Title: Little Mermaid
Publication Date: July 11, 2017
Plot Synopses (provided by publisher):The Little Mermaid is Hans Christian Andersen’s most celebrated tale and is beautifully adapted here as a graphic novel by the Eisner award nominated duo Metaphrog (Sandra Marrs and John Chalmers), winners of the Sunday Herald Scottish Culture Awards Best Visual Artist 2016, and authors of the acclaimed The Red Shoes and Other Tales.
The Little Mermaid lives deep under the ocean and longs to see the world above. When at last she is allowed to rise to the surface at age fifteen, she falls in love with a young prince. In order to become a human and to be with him, she makes a dangerous pact with the Sea Witch.
Overall rating: 4/5
Overall: Because there isn’t a lot of text, this book feels very short, but it really does capture the entire story and all of its accompanying emotions very handily. I’ll get into it below, but the art is amazing. The story is a classic for a reason – everyone can relate to unrequited love and the idea of being completely overlooked. I also like that they didn’t age up the main character. She’s 15 and acts 15, and her choices would never be made if she were 5 years older.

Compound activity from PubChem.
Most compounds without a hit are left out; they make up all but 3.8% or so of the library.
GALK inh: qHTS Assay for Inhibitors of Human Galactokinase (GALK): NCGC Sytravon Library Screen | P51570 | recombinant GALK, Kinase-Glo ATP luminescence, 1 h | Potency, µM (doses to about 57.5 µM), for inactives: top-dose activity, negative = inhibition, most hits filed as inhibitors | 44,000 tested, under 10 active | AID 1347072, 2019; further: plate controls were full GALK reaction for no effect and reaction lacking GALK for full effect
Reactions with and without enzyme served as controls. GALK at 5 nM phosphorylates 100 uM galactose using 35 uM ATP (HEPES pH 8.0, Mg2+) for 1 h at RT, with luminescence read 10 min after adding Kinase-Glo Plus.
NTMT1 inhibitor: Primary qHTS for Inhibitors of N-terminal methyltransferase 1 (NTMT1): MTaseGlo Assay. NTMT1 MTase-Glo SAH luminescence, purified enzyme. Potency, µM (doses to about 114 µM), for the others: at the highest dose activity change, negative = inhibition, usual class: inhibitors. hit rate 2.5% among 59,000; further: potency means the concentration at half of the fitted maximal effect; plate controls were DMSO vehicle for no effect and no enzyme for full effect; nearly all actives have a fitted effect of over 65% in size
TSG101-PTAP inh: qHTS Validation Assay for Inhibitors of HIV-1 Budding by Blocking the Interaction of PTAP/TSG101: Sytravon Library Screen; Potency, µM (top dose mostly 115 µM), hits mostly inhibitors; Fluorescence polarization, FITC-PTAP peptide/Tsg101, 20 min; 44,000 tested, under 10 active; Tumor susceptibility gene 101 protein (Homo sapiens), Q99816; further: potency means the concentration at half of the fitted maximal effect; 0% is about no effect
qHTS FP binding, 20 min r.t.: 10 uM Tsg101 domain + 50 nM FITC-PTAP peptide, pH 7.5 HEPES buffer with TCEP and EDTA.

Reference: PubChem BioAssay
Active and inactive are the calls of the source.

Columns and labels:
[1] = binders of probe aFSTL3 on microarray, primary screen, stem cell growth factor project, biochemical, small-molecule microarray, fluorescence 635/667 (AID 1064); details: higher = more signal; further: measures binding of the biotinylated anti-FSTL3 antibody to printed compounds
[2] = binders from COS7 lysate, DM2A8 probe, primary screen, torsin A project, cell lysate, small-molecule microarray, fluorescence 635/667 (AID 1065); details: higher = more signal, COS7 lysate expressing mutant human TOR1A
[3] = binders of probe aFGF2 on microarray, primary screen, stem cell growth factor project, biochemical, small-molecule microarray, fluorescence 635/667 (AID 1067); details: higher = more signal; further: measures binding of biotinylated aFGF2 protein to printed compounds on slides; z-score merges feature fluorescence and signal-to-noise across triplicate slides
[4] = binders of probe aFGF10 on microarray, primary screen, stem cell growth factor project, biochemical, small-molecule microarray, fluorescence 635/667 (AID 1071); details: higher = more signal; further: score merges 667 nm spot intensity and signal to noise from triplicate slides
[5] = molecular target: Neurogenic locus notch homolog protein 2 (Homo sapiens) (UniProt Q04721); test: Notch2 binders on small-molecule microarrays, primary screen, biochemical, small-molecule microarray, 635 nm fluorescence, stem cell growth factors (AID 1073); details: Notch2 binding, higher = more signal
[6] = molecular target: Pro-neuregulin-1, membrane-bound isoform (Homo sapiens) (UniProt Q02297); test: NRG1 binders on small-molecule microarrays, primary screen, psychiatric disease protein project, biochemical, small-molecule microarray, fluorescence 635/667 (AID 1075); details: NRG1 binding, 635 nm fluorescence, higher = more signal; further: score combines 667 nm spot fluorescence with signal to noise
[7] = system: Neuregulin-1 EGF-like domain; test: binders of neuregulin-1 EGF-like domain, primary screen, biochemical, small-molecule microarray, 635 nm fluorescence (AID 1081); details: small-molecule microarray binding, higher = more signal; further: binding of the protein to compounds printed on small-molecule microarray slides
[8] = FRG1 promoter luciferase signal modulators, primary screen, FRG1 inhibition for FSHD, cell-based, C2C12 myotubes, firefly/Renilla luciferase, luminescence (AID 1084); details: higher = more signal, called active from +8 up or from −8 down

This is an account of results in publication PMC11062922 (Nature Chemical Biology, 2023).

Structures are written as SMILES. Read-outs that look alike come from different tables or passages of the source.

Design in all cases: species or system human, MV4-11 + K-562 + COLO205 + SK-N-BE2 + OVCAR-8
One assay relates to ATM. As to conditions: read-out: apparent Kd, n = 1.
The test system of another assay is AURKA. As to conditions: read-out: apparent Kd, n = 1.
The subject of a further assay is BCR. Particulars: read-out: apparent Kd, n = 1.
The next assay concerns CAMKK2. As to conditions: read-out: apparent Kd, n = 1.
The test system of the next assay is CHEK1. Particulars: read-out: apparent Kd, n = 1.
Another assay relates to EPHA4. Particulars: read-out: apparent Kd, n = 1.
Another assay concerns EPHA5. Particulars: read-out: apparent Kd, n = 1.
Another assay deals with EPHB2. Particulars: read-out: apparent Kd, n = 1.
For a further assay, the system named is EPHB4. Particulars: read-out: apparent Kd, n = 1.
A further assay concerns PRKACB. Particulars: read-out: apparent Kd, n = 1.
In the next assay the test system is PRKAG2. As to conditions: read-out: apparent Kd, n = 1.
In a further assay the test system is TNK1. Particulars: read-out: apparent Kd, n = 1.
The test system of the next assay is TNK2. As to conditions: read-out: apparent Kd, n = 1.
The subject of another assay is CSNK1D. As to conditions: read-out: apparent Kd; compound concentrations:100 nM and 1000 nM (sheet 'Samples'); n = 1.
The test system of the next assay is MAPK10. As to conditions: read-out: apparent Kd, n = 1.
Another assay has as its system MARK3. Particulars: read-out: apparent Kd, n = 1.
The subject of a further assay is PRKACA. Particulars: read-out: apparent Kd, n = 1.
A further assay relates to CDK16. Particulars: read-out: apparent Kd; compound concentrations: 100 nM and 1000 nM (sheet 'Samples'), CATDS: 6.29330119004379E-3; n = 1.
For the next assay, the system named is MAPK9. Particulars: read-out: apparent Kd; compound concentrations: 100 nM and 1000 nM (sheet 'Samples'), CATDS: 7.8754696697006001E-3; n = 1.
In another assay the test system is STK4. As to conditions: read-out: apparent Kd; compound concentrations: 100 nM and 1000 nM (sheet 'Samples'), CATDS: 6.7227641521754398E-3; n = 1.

Main themes/tropes: outsiders, sacrifice, unhappy endings, unrequited love
Plot: The classic plot, completely unDisneyfied. Hans Christian Andersen really wrote some fucked up shit. The story is laid out in the most barebones way possible, letting the art tell the story instead of the words.
Characters: Besides the Little Mermaid (who is never given a name), all of the characters are two-dimensional and barely in the story. The prince is particularly flat, and I can’t tell if it’s deliberate (making him a cipher) or not. It makes her choices regarding him seem particularly stupid, which may be the point, or if the point is more that her choices are her choices, and he’s part of it but not the biggest part.
Art: The art is amazing, rich and colorful. It’s done mostly in cool colors to reflect the melancholy of the story. The pages are black, so there’s an added depth to the color. The faces are expressive and unique.